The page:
WASHINGTON (AP) — President Barack Obama's health care law is snarled in another big legal battle, with two federal appeals courts issuing contradictory rulings on a key financing issue within hours of each other Tuesday.
But the split rulings don't necessarily mean another trip to the Supreme Court for the Affordable Care Act.
And White House spokesman Josh Earnest immediately announced that millions of consumers will keep getting financial aid for their premiums — billions of dollars in all — as the administration appeals the one adverse decision.
In that first ruling, a divided three-judge panel in Washington called into question the subsidies that help millions of low- and middle-income people afford their premiums, saying financial aid can be provided only in states that have set up their own insurance markets, or exchanges.
About 100 miles to the south in Richmond, Virginia, another appeals court panel unanimously came to the opposite conclusion, ruling that the Internal Revenue Service correctly interpreted the will of Congress when it issued regulations allowing health insurance tax credits for consumers in all 50 states.
Split appeals court decisions are a classic route to the Supreme Court. But in this situation, it's far from clear what will happen because the administration still has a legal card to play.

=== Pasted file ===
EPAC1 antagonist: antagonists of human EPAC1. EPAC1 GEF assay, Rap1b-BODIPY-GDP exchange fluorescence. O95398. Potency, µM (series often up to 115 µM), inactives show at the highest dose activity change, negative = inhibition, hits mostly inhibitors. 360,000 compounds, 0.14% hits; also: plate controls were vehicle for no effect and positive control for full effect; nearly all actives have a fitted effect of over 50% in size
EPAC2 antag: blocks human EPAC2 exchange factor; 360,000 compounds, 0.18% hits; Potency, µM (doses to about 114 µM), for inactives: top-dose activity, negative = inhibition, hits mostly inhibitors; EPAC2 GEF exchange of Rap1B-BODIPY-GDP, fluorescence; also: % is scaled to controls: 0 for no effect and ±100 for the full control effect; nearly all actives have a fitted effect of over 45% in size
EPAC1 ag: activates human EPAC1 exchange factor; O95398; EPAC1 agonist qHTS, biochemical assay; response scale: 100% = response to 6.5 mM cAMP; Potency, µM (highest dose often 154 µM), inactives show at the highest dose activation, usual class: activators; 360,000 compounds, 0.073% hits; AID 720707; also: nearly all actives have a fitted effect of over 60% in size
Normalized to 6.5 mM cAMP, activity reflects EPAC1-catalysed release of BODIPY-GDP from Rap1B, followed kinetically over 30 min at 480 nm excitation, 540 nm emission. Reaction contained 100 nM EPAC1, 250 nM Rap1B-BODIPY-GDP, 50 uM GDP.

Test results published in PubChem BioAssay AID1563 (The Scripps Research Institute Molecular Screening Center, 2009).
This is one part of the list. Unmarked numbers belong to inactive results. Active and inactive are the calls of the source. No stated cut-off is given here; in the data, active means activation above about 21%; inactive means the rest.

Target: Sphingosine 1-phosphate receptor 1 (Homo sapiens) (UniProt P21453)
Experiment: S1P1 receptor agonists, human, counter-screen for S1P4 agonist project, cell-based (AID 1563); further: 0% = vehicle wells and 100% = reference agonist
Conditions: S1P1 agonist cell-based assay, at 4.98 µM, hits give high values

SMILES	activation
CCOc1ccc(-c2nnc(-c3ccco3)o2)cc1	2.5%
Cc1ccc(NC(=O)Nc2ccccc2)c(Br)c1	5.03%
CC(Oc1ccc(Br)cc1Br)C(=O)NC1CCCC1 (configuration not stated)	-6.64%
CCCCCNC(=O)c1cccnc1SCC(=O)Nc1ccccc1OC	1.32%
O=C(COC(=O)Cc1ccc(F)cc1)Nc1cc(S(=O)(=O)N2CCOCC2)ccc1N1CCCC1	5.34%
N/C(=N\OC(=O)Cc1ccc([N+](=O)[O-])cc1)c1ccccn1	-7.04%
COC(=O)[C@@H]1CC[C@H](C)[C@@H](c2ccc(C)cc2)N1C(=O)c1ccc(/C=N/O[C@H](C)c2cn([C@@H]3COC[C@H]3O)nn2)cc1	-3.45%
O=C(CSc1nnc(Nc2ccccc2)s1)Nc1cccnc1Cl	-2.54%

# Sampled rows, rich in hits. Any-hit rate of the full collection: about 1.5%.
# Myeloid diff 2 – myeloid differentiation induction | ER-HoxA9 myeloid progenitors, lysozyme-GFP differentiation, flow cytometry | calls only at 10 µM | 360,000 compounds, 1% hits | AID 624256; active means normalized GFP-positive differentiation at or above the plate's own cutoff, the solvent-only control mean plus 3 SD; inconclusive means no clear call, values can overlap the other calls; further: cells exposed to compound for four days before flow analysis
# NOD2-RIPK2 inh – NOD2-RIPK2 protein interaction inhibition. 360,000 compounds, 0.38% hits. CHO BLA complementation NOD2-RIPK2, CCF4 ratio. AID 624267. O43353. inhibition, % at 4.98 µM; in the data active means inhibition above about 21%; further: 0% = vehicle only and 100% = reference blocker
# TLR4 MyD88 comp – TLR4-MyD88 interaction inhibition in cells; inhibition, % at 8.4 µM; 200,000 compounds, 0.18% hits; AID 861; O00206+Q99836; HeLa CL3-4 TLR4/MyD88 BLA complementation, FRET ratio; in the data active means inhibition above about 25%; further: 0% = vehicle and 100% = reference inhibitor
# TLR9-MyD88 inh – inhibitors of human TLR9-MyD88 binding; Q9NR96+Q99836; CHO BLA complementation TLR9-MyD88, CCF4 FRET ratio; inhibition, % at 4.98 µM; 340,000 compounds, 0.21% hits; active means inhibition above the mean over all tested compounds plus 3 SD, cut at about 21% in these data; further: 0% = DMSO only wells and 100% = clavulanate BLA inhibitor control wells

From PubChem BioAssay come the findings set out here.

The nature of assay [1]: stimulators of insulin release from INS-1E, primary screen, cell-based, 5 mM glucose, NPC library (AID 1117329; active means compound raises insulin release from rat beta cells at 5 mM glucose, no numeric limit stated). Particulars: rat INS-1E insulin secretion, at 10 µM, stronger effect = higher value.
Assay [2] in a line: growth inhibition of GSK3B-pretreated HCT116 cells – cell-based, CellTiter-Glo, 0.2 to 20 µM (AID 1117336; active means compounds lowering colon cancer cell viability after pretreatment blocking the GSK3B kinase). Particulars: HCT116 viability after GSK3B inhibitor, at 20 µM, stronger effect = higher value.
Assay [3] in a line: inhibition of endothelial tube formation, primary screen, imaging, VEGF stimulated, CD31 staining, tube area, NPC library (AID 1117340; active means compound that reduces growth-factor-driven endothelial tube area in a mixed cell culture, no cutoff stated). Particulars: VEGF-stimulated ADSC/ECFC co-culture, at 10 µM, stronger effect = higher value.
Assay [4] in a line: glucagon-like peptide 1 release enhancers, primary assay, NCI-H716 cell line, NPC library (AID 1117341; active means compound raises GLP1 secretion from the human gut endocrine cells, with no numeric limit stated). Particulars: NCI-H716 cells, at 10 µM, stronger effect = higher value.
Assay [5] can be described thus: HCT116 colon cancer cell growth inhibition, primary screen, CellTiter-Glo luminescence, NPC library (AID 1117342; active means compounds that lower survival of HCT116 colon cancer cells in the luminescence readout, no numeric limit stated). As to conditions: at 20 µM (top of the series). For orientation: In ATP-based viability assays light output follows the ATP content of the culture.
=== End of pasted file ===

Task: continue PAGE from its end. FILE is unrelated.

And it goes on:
Since the Washington case was decided by a three-judge panel, the administration will ask the full 11-member appeals court to hear the case. The full U.S. Court of Appeals for the District of Columbia Circuit has seven judges appointed by Democratic presidents, including four by Obama.
If the full court comes out in favor of the administration, the prospect of Supreme Court involvement would be greatly diminished. On the other hand, if the full Washington court stays out of it or, after a hearing, essentially leaves the panel's decision in place, then the Supreme Court would almost certainly weigh in.
Democratic appointees also constitute a majority of the full appeals court in Richmond.
Both cases are part of a long-running political and legal campaign to overturn Obama's signature domestic legislation by Republicans and other opponents of the law.
In the Washington case, Halbig v. Burwell, a group of small business owners argued that the law authorizes subsidies only for people who buy insurance through markets established by the states — not by the federal government.
That's no mere technical distinction, since the federal government is running the markets, or exchanges, in 36 states.
The Washington court agreed with that objection, in a 2-1 decision that could mean hefty premium increases for more than half the 8 million Americans who have purchased taxpayer-subsidized private insurance under the law.
For those federal exchange consumers, it would result in an average premium increase of 76 percent. Customers now pay $82 on average on total monthly premiums averaging $346. The federal subsidy of $264 a month makes up the rest of the premium.
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